World figure skating champion Nathan Chen, who is set to join Yale next fall, told the News on Monday that he will continue skating competitively while in college. Chen, who is widely viewed as a gold medal contender for the 2022 Winter Olympics in Beijing, arrived on campus Monday morning for Bulldog Days, Yale’s three-day program to introduce admitted students and their parents to campus.
As Chen prepares for his first year at Yale, some have wondered how he plans to keep up with his intense training schedule while enrolled as a full-time college student. Speaking with the News during a break from dinner at Ezra Stiles College, Chen said he has started to work out a plan for how he will manage both his athletic and academic duties, and he met with some advisors and deans at Yale on Monday to discuss it. In college, he said, he hopes to pursue the pre-med track, although he is also interested in economics and statistics.
“I don’t want to spend all day at a rink outside of what I already do, and I feel like I can contribute way more if I have a college education versus if I don’t,” he said.
On Monday morning, Chen said, he checked out the Champions ice rink, a potential practice site located 30 minutes away from campus. According to its website, the facility has hosted two U.S. Olympic hockey teams, as well as several Olympic and world skating champions. Kathleen Shea, the director of operations for Champions Ice Management, told the News that Kaitlyn Weaver and Andrew Poje, Canadian ice dancers who finished seventh in the 2018 Winter Olympics, practiced at the rink before heading to this year’s winter Olympics in Pyeongchang, South Korea. In general, top professional skaters can use the rink for free and during off-hours, Shea added.
Chen has risen to prominence in part by mastering the art of the quadruple jump, which involves completing four revolutions in the air. Last month, in the men’s free program at the 2018 World Figure Skating Championships in Milan, he completed six quads to claim the gold medal, becoming the first American to win the men’s world figure skating title since 2009.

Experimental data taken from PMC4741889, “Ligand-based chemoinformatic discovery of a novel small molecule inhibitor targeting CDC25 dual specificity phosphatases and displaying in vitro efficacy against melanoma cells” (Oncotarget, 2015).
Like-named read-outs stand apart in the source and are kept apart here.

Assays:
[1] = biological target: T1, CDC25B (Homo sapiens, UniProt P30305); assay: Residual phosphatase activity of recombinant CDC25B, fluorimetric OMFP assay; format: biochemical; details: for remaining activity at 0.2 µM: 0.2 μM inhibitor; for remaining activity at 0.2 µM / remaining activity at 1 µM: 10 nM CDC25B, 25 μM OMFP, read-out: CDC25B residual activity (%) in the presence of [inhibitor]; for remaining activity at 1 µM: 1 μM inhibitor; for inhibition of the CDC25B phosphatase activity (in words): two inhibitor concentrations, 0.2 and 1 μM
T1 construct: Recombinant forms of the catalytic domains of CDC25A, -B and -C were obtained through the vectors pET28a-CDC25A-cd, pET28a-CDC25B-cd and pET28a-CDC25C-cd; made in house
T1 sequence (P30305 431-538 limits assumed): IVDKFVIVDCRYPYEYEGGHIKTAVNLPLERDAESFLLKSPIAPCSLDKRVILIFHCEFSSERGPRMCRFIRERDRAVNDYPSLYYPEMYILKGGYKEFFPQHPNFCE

By choosing Yale, Chen follows in the footsteps of figure skater Sarah Hughes ’09, the 2002 Olympic champion in women’s singles. Unlike Chen, though, Hughes ended her competitive career when she came to Yale, after winning the Olympic gold medal while she was in high school.
Perhaps the biggest difficulty Chen will face in keeping up his training at Yale is working out his coaching arrangement, according to Philip Hersh ’68, a former Olympic sports writer for the Chicago Tribune and former sports editor for the News who writes about figure skating in his blog.
Chen’s current coach, Rafael Arutunian, lives in suburban Los Angeles. In an April 19 story for Hersh’s blog, “Globetrotting,” Arutunian explained that Chen will likely practice with him during the summer months in between school years. And, according to the blog post, Chen has asked Arutunian to spend time in the New Haven area in the days leading up to major competitions. Besides Chen, Arutunian coaches about a dozen other figure skaters, including world and U.S. champions.
“If he wants to stay with the same coach, Nathan won’t be able to do that on any kind of regular basis,” Hersh said. “He’s been with that coach since age 11, and that’s the coach that turned him into a world champion, two-time U.S. champion and good enough to make the Olympic games.”
Uncertainties aside, Chen said on Monday that he “really enjoyed” himself at Yale. Asked if he minds groups of students crowding around him to take pictures and ask questions, Chen said that people have generally been respectful.
“They usually just take a quick photo and just ask what I’m doing,” Chen said. “I feel pretty normal outside of that.”
Jingyi Cui | email@example.com